Insights: Demystifying Decarbonisation
By: Ian Harfield
Managing Director, ENGIE Solutions GCC
Here’s how we can forge a greener and brighter future together.
The Gulf has had a summer like no other. Temperatures breached 50°C several times this season. At the same time, the Saudi Ministry of Health issued an alert in the last week of July urging people to take caution while outdoors due to a severe heatwave. Globally, scientists confirmed that July was the hottest month ever recorded on Earth. UN Chief Antonio Guterres issued a warning on climate change, saying that “the era of global warming has ended; the era of global boiling has arrived.”
This extreme weather highlights climate change’s risk to humanity and the planet. To avert the worst consequences of this global crisis, we must act swiftly and decisively to reduce our carbon footprint and embrace a greener and cleaner future. This is where decarbonisation comes in.
Tackling CO2 emissions
Decarbonisation defines the process of cutting down and ultimately eliminating CO2 emissions from various sectors of the economy, also known as net zero. The strategy establishes a path to break free from the global dependence on fossil fuels, the main culprit behind CO2 emissions, and a mass switch to renewable and clean energy sources. The UN’s Intergovernmental Panel on Climate Change indicates that greenhouse gas emissions must decline 45 per cent by 2030 to limit global warming to 1.5°C.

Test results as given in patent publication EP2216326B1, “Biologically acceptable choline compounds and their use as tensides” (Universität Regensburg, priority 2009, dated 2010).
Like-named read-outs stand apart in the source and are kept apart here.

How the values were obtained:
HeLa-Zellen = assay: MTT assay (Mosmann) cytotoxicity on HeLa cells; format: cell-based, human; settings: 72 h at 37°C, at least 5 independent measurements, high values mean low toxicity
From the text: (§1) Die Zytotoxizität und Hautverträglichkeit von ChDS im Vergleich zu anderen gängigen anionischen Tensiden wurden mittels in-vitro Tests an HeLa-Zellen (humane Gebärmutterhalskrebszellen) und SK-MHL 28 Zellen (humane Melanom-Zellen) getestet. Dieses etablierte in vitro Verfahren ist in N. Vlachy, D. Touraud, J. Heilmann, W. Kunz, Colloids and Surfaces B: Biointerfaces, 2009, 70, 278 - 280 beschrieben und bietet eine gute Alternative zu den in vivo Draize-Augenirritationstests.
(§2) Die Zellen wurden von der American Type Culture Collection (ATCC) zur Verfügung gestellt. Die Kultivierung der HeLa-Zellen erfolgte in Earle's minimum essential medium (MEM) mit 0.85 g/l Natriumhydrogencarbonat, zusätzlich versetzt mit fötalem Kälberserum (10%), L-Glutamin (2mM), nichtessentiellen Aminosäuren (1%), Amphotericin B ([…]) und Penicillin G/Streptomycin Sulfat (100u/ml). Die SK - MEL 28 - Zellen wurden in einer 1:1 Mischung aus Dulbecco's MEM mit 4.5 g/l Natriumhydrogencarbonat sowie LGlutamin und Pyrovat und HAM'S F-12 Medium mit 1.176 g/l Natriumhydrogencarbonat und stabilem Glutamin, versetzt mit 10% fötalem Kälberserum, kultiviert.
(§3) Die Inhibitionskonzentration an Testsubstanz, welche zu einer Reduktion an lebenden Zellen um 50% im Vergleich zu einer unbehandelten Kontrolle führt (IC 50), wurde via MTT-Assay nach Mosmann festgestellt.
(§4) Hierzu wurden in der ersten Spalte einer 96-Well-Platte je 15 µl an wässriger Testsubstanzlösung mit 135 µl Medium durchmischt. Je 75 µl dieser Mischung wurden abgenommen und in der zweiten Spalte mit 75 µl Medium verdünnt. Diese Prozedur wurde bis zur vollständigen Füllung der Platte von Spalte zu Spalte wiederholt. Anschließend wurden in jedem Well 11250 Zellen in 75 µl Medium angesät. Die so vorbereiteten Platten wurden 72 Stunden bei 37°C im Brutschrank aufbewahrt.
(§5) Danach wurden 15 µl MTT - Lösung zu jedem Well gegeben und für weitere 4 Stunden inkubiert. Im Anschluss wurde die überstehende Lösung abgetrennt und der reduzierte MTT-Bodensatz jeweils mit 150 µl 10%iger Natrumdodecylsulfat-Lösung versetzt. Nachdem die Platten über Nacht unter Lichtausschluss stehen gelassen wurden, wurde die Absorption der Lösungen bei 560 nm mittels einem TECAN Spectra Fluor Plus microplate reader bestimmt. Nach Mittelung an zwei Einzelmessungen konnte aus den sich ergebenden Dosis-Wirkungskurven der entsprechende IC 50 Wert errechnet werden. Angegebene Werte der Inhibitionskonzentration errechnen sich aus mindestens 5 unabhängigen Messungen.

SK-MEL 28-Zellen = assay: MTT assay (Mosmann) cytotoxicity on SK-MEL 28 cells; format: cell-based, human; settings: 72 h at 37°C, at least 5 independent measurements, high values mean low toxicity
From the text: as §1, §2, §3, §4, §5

The source of about 75 per cent of global greenhouse gas emissions, the energy sector is critical to responding to the world’s climate challenge. Our traditional reliance on fossil fuels such as coal, oil, and natural gas to power our economies and lifestyles comes at a high cost: enormous air, water, and land pollution. Meanwhile, fossil fuels significantly contribute to global warming and climate change.
To mitigate these risks, we must turn to renewable energy sources like solar, wind, hydro, and geothermal power to decarbonise the energy sector. These sources offer a sustainable, predictable and abundant energy supply that can meet our growing energy needs.
But decarbonising the energy sector is a challenge like no other. Reaching Net Zero by 2050, in line with guidance from the UN’s Intergovernmental Panel on Climate Change (IPCC), calls for nothing short of a complete transformation of the energy system underpinning the global economy, as 80 per cent of today’s energy supplies still rely on fossil fuels. The Sharm el-Sheikh Implementation Plan, released at COP27, noted that a global transformation to a low-carbon economy requires investments of at least $4-6tn annually.